Friday 29 August 2014

The Grand Redemption of Peter Davison

There was a time when this was considered high drama.
That time was in the producer's office, not on transmission.
(SPOILER WARNING for Doctor Who: The Fifth Doctor Box Set: Psychodrome and, I suppose, Earthshock).

Last night I listened to Psychodrome, the first story in Big Finish's The Fifth Doctor Box Set, and it really drove home how much Big Finish and others have done to actively rehabilitate the Fifth Doctor era.

In a way this has happened with every Doctor Big Finish has worked with. Their Sixth Doctor is less abrasive to his companions than he was on TV whilst still retaining his hard edge; with the Seventh Doctor stories push the boat out on his scheming and questionable morals; their Eighth Doctor has darkened to flatter Paul McGann's talents; and their Fourth Doctor series benefits greatly from a less arrogant Tom Baker who doesn't feel the need to steal every scene.

A lot of that is character, though, whereas with Peter Davison I feel what's being rehabilitated is the whole era.

Take Psychodrome: the elevator pitch on this one was to create a new second story for Peter Davison. The story is set right after Castrovalva and a lot of it is about the four regulars and their impressions of each other after having been together a very short time. As Tegan points the two stories she features in before this point take place over less than two days and she hasn't had a moment to stop and mourn the death of her Aunt Vanessa. Nyssa's whole world was destroyed and the Master is walking around in her father's corpse. Adric has seen “his” Doctor die shortly after Romana left them and the TARDIS is no longer the same environment he “signed up” to travel in.

None of this was dealt with on-screen. These four characters skipped from Castrovalva Part Four to Four To Doomsday Part One with little continuity. Nyssa does have another encounter with the Master in Time-Flight with no mention is made of the whole “Dad's corpse” business and Tegan meets several members of her family over the years with no mention of poor Aunt Vanessa's fate.

This is the era, lest we forget, that sold itself on its “soap opera” elements and continuity yet never really invested in a sense of character. The season this story is set in ostensibly has one “focus” story for each companion but they aren't focus stories as we understand them: Tegan's story sees her possessed by the villain; Nyssa's has Sarah Sutton playing another character more than she plays Nyssa; and Adric's story gives him little to do beyond die dumbly.

Psychodrome makes liberal use of elements from the stories it takes place between: the unreal environment of Castrovalva gets the added twist of being influenced by everyone's perceptions rather than being under the Master's control. The opening scenes are also reminiscent of the exploration phase of a Hartnell first episode that was used in Four To Doomsday and this is really my point:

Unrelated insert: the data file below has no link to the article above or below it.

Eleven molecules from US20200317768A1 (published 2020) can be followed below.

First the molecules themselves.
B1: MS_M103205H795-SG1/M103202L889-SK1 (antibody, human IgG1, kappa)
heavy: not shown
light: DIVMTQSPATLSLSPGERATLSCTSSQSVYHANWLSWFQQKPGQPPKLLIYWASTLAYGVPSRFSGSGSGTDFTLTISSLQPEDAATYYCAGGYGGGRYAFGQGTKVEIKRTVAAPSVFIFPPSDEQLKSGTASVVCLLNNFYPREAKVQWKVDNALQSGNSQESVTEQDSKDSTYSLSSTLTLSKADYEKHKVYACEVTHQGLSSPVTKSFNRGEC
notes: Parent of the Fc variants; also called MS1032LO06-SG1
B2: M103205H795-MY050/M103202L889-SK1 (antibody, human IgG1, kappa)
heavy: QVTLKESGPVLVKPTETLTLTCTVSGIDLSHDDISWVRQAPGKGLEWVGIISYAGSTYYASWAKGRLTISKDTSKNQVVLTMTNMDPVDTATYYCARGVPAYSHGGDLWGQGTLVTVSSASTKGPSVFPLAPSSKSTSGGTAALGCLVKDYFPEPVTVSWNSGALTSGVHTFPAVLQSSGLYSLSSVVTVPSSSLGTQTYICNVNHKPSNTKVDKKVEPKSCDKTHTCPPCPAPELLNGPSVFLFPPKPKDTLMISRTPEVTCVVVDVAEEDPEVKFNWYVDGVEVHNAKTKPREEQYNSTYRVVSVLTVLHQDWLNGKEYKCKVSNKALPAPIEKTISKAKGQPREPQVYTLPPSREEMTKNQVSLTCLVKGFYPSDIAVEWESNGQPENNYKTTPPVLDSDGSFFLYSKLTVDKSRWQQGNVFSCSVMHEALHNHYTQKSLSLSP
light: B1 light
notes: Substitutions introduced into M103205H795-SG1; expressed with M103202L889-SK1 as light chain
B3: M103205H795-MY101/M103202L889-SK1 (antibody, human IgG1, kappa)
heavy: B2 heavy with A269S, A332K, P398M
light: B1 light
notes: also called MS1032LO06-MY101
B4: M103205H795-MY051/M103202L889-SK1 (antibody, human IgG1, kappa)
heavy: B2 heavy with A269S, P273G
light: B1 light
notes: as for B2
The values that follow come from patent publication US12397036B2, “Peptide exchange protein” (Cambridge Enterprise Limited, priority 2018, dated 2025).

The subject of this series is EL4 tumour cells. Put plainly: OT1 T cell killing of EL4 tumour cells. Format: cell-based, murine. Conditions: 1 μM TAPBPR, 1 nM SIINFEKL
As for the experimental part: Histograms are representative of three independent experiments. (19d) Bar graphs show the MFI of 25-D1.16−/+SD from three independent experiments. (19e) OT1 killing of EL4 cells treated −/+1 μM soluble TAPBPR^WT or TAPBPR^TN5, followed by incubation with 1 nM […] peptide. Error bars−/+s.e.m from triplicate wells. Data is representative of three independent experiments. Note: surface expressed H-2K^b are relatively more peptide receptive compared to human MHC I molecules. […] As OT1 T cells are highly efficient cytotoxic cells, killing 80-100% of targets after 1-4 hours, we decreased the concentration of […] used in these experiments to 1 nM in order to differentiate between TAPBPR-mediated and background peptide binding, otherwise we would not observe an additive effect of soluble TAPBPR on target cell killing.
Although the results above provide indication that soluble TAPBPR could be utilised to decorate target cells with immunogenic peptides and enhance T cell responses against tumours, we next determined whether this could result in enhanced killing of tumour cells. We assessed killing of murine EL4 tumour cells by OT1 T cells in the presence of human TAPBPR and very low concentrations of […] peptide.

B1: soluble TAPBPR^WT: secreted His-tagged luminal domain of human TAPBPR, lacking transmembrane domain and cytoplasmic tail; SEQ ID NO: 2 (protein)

With the other Doctors characters get reworked using modern techniques but for the Fifth Doctor stories from his era are actively re-written. One of the most acclaimed Fifth Doctor audios is Spare Parts, in fact it was (very, VERY) loosely adapted for television as Rise Of The Cybermen/Age Of Steel. Spare Parts used the same basic idea of Earthshock: a Cybermen story hugely bound into their on-screen history but instead of re-enacting old set pieces its a story about the history of the Cybermen, even going so far as to re-use the singsong Cyber-voice from The Tenth Planet.

Its not only Big Finish, either, one of my favourite Doctor Who novels is David A. McIntee's The Lords Of The Storm. This book is very much Warriors Of The Deep but done with Sontarans and done well. McIntee uses elements from every Sontaran story, including the fan made VHS story Shakedown, but does it with fidelity and also thinking about how the concept could be modernised. Like Warriors, Lords features a future society but McIntee gives it far more depth than the one from Warriors and uses it as more than a background for the monster story to happen against.

(The actual ultimate example of this pattern I would love to recommend but since the villain of the piece and therefore story it “replaces” is a huge revelation I really, really can't because the internet would hate me forever. It really is one of those twists fandom swears you to secrecy over. Its one of the Fifth Doctor Lost Stories, that's all I can say, and don't read the copyright blurb on the back cover).

Now, I love the Davison era but I have to admit it is one of Doctor Who's most flawed runs. It crackles with potential but that potential never truly breaks through. Turlough is a great idea for an untrustworthy companion but aside from Barbara Clegg and his creator Peter Grimwade everyone just writes him as a coward; killing a companion was a good dramatic idea but using it as an excuse to get rid of the unpopular one was cheap; the Black Guardian trilogy was a good idea but needed a middle story that actually said something relevant to the overarching plot; and why the hell does it matter that the robot prop doesn't work properly when the robot is a bloody shapeshifter?

So I'm grateful, is what I'm saying. The wasted potential of those three seasons is a huge bugbear of mine. You can point to just about every regular character and say they were wasted and that we can finally see how Turlough and Tegan and Nyssa and Peri would work if written well and directed patiently can only be a good thing.

And yes, if Psychodrome is anything to do by, there's hope for Adric yet.

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